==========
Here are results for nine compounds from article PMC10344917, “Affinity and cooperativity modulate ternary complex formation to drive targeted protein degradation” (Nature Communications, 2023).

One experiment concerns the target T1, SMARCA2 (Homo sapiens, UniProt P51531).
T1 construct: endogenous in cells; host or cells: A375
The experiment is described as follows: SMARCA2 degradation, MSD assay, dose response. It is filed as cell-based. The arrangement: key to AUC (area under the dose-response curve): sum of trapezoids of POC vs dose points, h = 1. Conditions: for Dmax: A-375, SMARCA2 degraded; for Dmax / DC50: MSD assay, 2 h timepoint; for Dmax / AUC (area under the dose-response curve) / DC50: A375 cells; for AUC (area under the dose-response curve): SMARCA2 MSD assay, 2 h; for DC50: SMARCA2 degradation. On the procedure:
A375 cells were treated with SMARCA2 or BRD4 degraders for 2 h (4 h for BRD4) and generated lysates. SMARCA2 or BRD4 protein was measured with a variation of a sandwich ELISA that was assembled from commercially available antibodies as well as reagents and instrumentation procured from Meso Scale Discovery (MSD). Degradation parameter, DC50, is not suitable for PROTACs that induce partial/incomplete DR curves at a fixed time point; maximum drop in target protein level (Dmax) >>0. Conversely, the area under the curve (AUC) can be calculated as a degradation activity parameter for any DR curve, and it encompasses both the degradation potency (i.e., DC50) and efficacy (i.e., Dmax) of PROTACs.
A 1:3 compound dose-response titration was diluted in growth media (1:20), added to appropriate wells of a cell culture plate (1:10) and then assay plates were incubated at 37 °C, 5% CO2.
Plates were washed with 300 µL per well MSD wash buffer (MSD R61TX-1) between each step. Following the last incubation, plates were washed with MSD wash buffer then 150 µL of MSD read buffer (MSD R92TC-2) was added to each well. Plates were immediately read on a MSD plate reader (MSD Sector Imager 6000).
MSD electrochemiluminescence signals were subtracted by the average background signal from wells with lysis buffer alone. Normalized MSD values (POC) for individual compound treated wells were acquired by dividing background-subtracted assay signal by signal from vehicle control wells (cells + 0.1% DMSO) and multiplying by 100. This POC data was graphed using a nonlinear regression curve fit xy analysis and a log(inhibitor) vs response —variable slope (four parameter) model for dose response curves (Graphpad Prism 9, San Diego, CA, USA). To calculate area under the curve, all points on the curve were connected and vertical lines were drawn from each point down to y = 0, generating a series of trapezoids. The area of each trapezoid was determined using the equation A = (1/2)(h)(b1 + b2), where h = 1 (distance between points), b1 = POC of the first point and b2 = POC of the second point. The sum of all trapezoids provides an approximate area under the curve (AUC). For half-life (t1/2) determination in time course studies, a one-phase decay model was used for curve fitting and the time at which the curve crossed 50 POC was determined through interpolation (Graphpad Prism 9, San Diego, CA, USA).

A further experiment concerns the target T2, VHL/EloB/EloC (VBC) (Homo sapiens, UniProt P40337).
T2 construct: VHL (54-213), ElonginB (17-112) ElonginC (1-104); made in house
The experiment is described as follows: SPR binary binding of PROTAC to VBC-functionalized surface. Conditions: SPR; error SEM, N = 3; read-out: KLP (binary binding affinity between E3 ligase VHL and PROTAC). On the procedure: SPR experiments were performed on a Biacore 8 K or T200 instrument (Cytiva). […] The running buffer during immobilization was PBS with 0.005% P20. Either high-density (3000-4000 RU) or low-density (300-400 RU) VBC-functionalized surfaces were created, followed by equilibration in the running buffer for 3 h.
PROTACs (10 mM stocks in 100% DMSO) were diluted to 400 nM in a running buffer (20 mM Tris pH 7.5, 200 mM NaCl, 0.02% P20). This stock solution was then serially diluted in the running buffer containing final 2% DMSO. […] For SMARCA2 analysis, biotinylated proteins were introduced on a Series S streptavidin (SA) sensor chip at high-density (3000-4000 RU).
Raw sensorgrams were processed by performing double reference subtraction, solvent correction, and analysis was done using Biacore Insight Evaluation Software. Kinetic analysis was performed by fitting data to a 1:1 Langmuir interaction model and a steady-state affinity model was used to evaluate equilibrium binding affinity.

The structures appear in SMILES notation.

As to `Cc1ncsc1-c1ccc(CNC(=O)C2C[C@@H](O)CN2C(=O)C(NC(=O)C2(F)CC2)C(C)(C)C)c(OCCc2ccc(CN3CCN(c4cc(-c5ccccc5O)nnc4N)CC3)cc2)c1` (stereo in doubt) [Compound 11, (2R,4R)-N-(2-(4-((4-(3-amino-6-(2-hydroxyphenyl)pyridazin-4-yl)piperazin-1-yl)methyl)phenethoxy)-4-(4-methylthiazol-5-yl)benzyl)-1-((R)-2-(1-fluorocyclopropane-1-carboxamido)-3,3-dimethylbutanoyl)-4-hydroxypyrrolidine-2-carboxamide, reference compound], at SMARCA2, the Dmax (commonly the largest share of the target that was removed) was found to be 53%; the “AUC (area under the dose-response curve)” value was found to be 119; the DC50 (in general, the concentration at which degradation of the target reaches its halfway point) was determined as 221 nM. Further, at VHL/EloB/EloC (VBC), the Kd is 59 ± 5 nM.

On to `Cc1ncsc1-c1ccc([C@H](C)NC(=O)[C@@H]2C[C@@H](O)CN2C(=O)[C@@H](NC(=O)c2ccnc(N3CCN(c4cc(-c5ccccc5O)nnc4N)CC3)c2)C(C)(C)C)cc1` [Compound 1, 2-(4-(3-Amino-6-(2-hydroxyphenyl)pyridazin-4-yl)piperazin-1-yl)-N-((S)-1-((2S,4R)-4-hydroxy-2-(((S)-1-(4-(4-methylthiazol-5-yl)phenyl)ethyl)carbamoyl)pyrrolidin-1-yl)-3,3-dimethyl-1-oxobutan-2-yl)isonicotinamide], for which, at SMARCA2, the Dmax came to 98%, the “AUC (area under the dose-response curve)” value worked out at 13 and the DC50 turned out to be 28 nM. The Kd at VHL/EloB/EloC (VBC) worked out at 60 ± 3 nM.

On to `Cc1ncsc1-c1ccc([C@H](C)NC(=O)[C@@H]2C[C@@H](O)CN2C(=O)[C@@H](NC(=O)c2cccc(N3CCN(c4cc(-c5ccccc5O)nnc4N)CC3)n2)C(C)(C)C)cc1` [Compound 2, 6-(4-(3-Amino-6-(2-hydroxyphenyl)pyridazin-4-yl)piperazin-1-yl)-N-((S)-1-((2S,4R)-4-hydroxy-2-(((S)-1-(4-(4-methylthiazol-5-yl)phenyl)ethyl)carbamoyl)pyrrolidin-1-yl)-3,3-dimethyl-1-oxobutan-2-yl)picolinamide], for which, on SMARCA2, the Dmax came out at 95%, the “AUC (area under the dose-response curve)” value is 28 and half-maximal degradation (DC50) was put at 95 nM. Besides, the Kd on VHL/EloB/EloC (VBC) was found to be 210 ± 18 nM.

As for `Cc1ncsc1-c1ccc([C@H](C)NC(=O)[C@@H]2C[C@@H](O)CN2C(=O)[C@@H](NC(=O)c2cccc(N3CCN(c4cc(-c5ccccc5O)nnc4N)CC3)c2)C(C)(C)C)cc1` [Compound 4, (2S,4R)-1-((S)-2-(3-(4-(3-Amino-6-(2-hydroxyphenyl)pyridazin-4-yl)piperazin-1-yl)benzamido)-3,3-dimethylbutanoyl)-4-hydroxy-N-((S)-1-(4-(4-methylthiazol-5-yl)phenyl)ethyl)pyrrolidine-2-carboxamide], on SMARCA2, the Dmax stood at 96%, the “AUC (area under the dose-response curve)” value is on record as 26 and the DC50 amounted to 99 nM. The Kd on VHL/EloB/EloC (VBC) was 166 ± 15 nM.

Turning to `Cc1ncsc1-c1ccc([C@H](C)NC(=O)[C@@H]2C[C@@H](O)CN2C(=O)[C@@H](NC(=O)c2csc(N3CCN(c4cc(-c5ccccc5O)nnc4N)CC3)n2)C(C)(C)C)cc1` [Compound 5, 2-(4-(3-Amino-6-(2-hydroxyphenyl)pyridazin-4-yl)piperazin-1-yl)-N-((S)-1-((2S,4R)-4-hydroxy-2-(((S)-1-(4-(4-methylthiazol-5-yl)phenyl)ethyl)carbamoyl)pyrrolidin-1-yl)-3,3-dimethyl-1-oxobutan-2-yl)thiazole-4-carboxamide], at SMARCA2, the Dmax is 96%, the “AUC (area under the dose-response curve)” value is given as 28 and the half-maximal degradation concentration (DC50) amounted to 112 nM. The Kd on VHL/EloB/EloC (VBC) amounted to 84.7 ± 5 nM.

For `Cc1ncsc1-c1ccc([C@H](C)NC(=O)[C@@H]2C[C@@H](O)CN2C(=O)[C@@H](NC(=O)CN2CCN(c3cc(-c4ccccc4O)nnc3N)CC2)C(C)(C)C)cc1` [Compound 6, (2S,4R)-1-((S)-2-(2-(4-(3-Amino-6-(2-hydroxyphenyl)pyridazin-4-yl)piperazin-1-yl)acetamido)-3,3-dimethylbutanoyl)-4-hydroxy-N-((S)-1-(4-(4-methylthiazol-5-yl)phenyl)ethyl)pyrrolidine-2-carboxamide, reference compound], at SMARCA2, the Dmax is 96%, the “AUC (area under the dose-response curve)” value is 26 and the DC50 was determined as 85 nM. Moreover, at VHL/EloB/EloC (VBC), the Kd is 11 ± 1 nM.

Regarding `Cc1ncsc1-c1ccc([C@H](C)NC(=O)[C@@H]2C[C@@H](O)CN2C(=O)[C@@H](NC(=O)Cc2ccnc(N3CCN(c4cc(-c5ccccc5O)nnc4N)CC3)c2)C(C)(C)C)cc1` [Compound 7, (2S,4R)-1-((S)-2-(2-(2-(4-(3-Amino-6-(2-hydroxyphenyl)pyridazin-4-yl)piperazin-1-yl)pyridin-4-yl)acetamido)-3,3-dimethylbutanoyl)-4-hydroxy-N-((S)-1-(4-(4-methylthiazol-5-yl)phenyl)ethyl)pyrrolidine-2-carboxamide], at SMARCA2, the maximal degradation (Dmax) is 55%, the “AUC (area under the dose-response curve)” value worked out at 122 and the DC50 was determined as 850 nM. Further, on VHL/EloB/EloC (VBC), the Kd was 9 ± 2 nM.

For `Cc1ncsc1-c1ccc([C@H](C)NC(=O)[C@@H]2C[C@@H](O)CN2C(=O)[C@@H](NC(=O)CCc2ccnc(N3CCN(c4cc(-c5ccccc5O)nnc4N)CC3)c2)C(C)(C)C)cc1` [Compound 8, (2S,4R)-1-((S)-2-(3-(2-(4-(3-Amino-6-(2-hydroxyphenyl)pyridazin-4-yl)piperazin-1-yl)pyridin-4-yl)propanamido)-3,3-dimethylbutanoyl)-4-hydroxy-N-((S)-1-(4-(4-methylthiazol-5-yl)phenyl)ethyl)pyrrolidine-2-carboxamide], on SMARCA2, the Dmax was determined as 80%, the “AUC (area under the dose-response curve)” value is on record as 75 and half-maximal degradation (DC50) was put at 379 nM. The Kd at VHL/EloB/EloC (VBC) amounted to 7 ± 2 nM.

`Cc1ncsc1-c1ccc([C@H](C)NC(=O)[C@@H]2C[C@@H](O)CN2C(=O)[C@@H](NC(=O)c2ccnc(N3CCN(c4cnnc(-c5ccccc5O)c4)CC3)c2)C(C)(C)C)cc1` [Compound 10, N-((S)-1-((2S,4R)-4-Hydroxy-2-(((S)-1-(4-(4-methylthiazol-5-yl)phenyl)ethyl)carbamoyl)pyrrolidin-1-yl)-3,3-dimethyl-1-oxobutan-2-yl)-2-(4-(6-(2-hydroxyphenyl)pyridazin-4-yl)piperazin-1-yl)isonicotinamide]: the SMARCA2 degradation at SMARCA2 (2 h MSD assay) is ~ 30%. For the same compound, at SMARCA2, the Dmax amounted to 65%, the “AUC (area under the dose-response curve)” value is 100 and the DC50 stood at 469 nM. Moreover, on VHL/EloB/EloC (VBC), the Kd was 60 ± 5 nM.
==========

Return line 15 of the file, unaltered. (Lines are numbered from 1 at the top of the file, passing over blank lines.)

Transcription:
As to `Cc1ncsc1-c1ccc(CNC(=O)C2C[C@@H](O)CN2C(=O)C(NC(=O)C2(F)CC2)C(C)(C)C)c(OCCc2ccc(CN3CCN(c4cc(-c5ccccc5O)nnc4N)CC3)cc2)c1` (stereo in doubt) [Compound 11, (2R,4R)-N-(2-(4-((4-(3-amino-6-(2-hydroxyphenyl)pyridazin-4-yl)piperazin-1-yl)methyl)phenethoxy)-4-(4-methylthiazol-5-yl)benzyl)-1-((R)-2-(1-fluorocyclopropane-1-carboxamido)-3,3-dimethylbutanoyl)-4-hydroxypyrrolidine-2-carboxamide, reference compound], at SMARCA2, the Dmax (commonly the largest share of the target that was removed) was found to be 53%; the “AUC (area under the dose-response curve)” value was found to be 119; the DC50 (in general, the concentration at which degradation of the target reaches its halfway point) was determined as 221 nM. Further, at VHL/EloB/EloC (VBC), the Kd is 59 ± 5 nM.